[10]

"Cast me not off in the time of old age,forsake me not when my strength faileth....Thy way is in the sea, and Thypath in the great waters.... I saidI will keep my mouth with a bridle whilethe wicked are before me. But it is alsowritten that evening and morning and atnoon will I pray and cry aloud and Heshall hear my voice.... They haveprepared a net for my steps, my heart isbowed down.... But Thou hast amighty arm, strong is Thy hand and highis Thy right hand...."

While Captain Kendrick was voicinghis troubles and his consolations in wordswondrously framed by another strongman long ago, the purser of the Suwanneewas sought out by Arthur Valentine,whose manner held a trace of uneasiness.He would not have confessed it, but farback in the young ship-owner's head wasthe glimmering notion that a terrier mightbe snapping at a mastiff. Was this imposingfigure on the bridge the "dotteringass" to whom he had smartly dashed offhis first official reprimand, gloating in thechance to test the sweep of his new au[11]thority?But this suspicion now shapeditself only in a growing fear lest he bediscovered in such uncomfortably closequarters with Captain Jesse Kendrick.Mr. Valentine closed the door of thepurser's room and set that worthy officer'steeth on edge by remarking:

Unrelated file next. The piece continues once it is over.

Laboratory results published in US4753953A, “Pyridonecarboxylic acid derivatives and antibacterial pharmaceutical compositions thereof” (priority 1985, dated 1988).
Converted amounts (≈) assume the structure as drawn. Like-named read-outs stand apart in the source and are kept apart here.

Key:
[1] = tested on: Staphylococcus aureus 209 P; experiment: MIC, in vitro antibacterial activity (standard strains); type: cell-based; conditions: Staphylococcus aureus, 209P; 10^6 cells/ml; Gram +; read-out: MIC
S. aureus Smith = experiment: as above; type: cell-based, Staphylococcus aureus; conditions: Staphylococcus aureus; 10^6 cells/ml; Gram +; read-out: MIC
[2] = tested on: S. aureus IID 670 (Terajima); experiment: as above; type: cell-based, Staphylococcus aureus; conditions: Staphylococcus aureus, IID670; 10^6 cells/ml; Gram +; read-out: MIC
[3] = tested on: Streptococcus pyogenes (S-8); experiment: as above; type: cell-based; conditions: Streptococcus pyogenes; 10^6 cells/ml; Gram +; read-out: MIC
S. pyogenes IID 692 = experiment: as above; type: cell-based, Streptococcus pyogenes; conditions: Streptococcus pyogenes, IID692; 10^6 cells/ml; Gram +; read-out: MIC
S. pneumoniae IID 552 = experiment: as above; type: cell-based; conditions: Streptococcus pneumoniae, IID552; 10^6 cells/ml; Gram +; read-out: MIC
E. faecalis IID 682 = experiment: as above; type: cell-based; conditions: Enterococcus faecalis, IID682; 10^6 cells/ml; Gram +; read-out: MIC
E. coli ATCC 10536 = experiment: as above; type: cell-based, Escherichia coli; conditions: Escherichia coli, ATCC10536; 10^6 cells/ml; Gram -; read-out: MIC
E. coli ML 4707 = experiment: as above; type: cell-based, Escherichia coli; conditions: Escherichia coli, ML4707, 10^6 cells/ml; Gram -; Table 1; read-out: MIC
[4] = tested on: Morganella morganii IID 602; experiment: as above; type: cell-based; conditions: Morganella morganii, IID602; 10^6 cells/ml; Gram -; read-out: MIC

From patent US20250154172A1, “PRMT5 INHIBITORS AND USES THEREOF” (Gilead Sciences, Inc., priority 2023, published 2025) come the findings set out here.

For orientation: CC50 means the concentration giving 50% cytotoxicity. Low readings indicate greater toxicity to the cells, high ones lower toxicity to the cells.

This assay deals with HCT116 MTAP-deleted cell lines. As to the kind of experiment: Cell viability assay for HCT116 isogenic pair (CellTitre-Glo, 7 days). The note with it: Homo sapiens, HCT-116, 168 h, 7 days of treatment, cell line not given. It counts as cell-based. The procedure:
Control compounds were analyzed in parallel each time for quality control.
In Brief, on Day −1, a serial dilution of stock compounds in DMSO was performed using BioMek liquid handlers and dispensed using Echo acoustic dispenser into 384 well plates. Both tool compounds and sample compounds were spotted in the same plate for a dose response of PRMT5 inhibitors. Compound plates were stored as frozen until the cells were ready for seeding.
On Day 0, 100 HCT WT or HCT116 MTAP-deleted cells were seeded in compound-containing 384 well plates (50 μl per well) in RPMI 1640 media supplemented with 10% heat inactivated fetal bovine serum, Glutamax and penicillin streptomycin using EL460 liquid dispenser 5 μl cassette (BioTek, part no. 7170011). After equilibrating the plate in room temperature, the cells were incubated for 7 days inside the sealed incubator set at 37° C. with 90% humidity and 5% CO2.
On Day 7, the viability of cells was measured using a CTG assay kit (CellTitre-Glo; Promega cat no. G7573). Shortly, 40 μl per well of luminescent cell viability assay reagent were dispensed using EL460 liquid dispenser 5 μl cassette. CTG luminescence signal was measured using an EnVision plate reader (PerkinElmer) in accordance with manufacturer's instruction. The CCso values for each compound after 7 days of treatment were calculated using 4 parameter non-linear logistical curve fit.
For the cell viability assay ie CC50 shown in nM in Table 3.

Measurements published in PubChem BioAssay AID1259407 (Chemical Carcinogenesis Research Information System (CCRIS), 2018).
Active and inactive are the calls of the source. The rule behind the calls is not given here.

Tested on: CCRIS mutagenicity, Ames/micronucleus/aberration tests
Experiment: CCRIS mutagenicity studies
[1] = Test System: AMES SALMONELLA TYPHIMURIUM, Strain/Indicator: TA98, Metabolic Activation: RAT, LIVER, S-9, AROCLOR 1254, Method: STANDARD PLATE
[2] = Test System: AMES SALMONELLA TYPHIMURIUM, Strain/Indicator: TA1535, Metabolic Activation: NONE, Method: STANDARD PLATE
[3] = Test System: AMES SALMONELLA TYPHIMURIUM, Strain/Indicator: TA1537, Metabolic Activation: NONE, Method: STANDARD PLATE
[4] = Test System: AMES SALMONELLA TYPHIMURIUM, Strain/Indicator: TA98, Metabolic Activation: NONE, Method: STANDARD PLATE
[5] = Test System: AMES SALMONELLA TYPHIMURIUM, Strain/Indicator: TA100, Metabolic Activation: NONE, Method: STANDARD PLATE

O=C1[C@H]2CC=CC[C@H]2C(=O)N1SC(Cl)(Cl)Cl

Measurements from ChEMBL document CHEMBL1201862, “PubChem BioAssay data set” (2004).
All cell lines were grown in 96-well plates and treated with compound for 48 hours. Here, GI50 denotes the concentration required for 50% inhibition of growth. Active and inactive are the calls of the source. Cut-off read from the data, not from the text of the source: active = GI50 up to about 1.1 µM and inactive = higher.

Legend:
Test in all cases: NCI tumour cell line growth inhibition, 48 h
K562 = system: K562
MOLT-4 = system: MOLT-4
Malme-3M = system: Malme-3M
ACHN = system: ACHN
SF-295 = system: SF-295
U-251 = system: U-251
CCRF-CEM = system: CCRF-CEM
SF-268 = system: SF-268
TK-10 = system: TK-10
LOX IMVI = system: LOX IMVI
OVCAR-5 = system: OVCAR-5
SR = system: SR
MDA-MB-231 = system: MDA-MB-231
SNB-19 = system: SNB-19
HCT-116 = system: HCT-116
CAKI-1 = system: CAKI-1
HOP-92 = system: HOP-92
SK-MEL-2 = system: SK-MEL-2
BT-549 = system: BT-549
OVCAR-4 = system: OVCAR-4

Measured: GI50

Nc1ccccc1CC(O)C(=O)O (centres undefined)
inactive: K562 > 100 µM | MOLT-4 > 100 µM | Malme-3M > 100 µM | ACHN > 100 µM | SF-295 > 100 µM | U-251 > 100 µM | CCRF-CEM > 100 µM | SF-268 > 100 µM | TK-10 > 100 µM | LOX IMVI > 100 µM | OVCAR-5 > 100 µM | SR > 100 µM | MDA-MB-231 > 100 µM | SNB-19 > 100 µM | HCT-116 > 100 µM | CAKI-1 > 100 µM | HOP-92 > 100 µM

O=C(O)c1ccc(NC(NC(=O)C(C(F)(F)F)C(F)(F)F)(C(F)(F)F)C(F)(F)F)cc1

"Fine morning. I say, you needn'tbother to make any special point of seatingme at the captain's table. Fact is, Idon't want to be bored. Just put me overat your table, will you? And please tellnobody who I am. I want to look arounda bit. The captain doesn't know that I'mon board, I take it, or he would have beenshowing me some troublesome attentions.So you need say nothing to him about it.Just see that my name is rubbed off hiscopy of the passenger list."

The purser disentangled himself froma staggering heap of cargo manifests, andemphasized his reply with a wave of aninky finger:

"All right, Mr. Valentine, if those areyour orders, but you miss your guess ifyou think our skipper is going to run afteryou or any other passenger. He ain't that[12]kind. But sub rosy you go and as far asyou like, till further notice."

Slightly ruffled, Mr. Valentine saunteredon